Slipping between photography and performance, activism and documentation, Ulay’s work eludes easy definition. At the core of his practice, and central to this exhibition (the first solo show of his work in the UK), is the construction and malleability of identity. Yet despite the ubiquity of such enquiries, the work presented elucidates unnerving parallels with the contemporary climate—migration and Euroscepticism are recurring themes, and Ulay’s photographic invocations of gender fluidity now appear oddly prescient. In its spare, understated assemblage of work from Ulay’s lengthy career, So you see me asks us to consider the capacity of art to effect social change in times of unrest and upheaval.
A wall of screaming tabloid headlines welcomes the visitor to the exhibition, dwarfing the TV screens that document the 1976 action, ‘There is a Criminal Touch to Art’. This notorious performance, recorded in a DIY set of instructions in the accompanying exhibition guide, saw Ulay snatch Carl Spitzweg’s ‘The Poor Poet’ from its frame, transport the painting to an apartment block in Kreuzberg, and re-hang it on the wall of a Turkish family’s living room. Viewed within a nation-specific context, signalled here by the untranslated German headlines, the action takes on new significance. Spitzweg’s celebrated—albeit saccharine—work was heralded as a classical symbol of German cultural identity, but its violent relocation to the home of a migrant family evokes the difficult subject of integration and belonging—namely, what it takes, for example, for a migrant to become a fully accepted member of an adopted society. This is a deeply politicised action, one that took place in an era of intense, widespread, and arguably justifiable paranoia. The problems it poses, of course, remain just as relevant in the era of Merkel’s controversial asylum policies as in the case of a divided Germany.
The theme of division and fear continues with the large-scale projection of ‘Kill Your Pillow’ (1992), an Amsterdam gallery ‘live-in’ that took place under the umbrella of Tim Brennan’s Fortress Europe project. The artists colonising the space sought to evoke the sense of isolation and segregation experienced by a new generation of migrants. Ulay’s voice-over, relayed through headphones, recalls that particular suspicion was reserved for anti-immigration rhetoric as the EU continued its expansion into Eastern Europe. Listening to the artist re-voice his concerns that the coalition would transform into an impenetrable and totalitarian superbloc (Ulay sarcastically invokes white European fears of the ‘unwashed people’ beyond the southern borders of EU territory), it is difficult not to think of Calais’ hellish refugee camps, or the desperate scenes that continue to take place around the Mediterranean.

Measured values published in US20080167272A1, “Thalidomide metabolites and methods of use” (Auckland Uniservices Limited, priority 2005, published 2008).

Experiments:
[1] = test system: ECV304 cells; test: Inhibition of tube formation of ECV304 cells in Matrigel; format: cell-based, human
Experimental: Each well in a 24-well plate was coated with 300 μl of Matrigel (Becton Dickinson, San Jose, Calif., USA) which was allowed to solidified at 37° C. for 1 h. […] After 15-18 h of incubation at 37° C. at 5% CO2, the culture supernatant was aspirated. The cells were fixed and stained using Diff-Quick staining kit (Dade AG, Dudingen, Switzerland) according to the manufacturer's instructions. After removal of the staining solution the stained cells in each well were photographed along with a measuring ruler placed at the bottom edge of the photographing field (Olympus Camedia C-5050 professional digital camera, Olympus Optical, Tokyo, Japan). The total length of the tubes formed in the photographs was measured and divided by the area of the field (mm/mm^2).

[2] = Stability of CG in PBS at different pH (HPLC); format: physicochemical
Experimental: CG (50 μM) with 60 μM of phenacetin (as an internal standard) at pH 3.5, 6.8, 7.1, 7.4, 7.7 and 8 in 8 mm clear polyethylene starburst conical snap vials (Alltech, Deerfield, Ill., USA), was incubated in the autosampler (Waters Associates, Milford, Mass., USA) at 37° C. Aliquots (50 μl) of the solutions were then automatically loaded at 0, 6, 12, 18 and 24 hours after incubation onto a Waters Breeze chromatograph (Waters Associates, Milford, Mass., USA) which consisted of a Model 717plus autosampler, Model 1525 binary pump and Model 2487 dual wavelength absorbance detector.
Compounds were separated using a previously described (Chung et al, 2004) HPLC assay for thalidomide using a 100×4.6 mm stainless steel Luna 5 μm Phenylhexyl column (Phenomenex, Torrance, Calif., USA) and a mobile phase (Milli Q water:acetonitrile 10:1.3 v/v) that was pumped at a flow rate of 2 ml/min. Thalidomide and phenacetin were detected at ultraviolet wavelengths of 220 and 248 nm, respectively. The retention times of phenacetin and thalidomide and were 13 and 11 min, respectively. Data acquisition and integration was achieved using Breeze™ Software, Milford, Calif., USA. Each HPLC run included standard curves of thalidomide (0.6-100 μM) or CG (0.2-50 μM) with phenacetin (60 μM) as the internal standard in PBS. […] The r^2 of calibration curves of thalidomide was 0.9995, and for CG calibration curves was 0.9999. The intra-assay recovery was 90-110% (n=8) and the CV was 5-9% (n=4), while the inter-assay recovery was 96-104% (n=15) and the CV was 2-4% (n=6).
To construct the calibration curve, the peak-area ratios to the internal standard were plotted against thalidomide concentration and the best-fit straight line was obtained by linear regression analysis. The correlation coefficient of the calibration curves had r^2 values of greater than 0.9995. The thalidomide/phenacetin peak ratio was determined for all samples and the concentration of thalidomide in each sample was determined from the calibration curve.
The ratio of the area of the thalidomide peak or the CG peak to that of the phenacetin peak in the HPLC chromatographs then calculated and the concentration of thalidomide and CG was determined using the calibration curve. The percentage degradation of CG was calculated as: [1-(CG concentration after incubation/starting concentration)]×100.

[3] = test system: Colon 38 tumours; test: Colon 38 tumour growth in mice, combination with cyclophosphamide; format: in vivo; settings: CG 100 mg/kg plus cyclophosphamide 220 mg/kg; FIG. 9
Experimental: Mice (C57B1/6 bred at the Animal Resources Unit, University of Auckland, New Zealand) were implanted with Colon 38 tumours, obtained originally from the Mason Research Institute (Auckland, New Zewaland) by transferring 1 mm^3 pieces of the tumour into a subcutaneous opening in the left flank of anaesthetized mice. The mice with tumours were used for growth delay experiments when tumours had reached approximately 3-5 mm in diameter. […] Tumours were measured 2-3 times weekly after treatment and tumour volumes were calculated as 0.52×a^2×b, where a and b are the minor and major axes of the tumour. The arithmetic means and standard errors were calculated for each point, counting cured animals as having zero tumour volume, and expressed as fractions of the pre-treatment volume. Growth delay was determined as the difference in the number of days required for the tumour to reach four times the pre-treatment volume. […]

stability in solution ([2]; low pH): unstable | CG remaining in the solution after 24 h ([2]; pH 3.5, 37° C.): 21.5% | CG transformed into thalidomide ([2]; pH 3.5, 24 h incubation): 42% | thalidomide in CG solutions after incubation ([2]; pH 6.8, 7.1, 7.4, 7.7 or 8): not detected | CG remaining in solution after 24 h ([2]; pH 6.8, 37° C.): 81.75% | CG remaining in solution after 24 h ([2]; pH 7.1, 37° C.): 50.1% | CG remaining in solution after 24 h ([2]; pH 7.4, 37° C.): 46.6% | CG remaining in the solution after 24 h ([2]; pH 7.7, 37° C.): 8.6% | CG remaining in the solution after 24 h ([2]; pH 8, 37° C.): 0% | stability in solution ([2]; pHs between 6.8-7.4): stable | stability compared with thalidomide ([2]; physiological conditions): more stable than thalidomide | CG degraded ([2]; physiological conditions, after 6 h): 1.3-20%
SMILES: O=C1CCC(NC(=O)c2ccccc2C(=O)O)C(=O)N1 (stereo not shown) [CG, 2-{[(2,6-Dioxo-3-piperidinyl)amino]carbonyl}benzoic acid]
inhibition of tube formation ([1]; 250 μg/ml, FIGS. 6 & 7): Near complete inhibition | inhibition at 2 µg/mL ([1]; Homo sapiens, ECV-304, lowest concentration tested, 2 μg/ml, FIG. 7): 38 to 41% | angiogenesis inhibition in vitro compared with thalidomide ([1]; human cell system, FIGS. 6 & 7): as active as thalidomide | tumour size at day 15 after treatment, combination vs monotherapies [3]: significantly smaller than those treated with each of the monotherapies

Yet this righteous indignation occasionally provokes a sense of unease. ‘Women with Flags’ (1992-7) marks a rare glimpse of colour in Ulay’s mostly monochrome photographic work. The series depicts an ethnically diverse group of women wielding reconstituted EU flags, accompanied once more by a descriptive voiceover. Again, he questions the nature of European identity and, specifically, its lack of diversity—he expresses his fears, or what he calls ‘premonitions’, of the potential for EU to lock down its borders in order to preserve a degree of racial homogeneity. The low-level discomfort evoked by this work is exacerbated by Ulay’s rhetorical question and answer: ‘Why women? I love women’. This rather irksome aside hints at a more difficult reading of the work, suggestive as it is of tokenism and (no doubt unintentionally) perpetuating a fetishisation of the exotic female Other.